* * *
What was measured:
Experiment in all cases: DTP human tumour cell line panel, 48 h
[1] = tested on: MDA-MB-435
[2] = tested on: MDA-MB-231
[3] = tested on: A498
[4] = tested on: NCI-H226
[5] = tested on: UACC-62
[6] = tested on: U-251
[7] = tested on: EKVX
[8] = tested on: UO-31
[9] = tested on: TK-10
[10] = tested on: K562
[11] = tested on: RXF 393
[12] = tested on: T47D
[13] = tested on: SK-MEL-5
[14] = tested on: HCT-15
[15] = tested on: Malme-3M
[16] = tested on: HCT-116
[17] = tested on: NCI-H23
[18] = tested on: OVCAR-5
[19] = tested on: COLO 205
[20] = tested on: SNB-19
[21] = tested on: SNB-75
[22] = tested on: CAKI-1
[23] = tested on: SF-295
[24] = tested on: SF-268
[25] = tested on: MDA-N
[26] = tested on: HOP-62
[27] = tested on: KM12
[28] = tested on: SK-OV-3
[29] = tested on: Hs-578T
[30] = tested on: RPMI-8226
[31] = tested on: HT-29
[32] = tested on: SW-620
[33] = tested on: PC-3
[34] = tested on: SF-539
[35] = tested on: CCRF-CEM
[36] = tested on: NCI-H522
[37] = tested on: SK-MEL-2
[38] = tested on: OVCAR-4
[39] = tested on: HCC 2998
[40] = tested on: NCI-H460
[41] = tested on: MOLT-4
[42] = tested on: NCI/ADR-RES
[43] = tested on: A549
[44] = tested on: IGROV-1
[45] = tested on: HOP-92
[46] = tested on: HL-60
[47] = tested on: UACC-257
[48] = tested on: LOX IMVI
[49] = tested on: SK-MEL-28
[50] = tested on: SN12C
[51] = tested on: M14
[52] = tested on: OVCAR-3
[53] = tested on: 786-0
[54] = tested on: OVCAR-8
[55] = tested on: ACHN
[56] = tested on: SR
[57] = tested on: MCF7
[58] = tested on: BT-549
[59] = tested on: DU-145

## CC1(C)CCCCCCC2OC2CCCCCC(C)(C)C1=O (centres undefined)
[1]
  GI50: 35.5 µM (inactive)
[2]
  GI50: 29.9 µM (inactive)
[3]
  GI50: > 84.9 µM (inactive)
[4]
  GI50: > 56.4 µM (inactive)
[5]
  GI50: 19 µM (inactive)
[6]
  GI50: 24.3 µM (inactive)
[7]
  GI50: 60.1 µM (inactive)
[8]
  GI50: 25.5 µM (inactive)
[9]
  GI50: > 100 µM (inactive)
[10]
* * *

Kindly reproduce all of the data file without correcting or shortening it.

What was measured:
Experiment in all cases: DTP human tumour cell line panel, 48 h
[1] = tested on: MDA-MB-435
[2] = tested on: MDA-MB-231
[3] = tested on: A498
[4] = tested on: NCI-H226
[5] = tested on: UACC-62
[6] = tested on: U-251
[7] = tested on: EKVX
[8] = tested on: UO-31
[9] = tested on: TK-10
[10] = tested on: K562
[11] = tested on: RXF 393
[12] = tested on: T47D
[13] = tested on: SK-MEL-5
[14] = tested on: HCT-15
[15] = tested on: Malme-3M
[16] = tested on: HCT-116
[17] = tested on: NCI-H23
[18] = tested on: OVCAR-5
[19] = tested on: COLO 205
[20] = tested on: SNB-19
[21] = tested on: SNB-75
[22] = tested on: CAKI-1
[23] = tested on: SF-295
[24] = tested on: SF-268
[25] = tested on: MDA-N
[26] = tested on: HOP-62
[27] = tested on: KM12
[28] = tested on: SK-OV-3
[29] = tested on: Hs-578T
[30] = tested on: RPMI-8226
[31] = tested on: HT-29
[32] = tested on: SW-620
[33] = tested on: PC-3
[34] = tested on: SF-539
[35] = tested on: CCRF-CEM
[36] = tested on: NCI-H522
[37] = tested on: SK-MEL-2
[38] = tested on: OVCAR-4
[39] = tested on: HCC 2998
[40] = tested on: NCI-H460
[41] = tested on: MOLT-4
[42] = tested on: NCI/ADR-RES
[43] = tested on: A549
[44] = tested on: IGROV-1
[45] = tested on: HOP-92
[46] = tested on: HL-60
[47] = tested on: UACC-257
[48] = tested on: LOX IMVI
[49] = tested on: SK-MEL-28
[50] = tested on: SN12C
[51] = tested on: M14
[52] = tested on: OVCAR-3
[53] = tested on: 786-0
[54] = tested on: OVCAR-8
[55] = tested on: ACHN
[56] = tested on: SR
[57] = tested on: MCF7
[58] = tested on: BT-549
[59] = tested on: DU-145

## CC1(C)CCCCCCC2OC2CCCCCC(C)(C)C1=O (centres undefined)
[1]
  GI50: 35.5 µM (inactive)
[2]
  GI50: 29.9 µM (inactive)
[3]
  GI50: > 84.9 µM (inactive)
[4]
  GI50: > 56.4 µM (inactive)
[5]
  GI50: 19 µM (inactive)
[6]
  GI50: 24.3 µM (inactive)
[7]
  GI50: 60.1 µM (inactive)
[8]
  GI50: 25.5 µM (inactive)
[9]
  GI50: > 100 µM (inactive)
[10]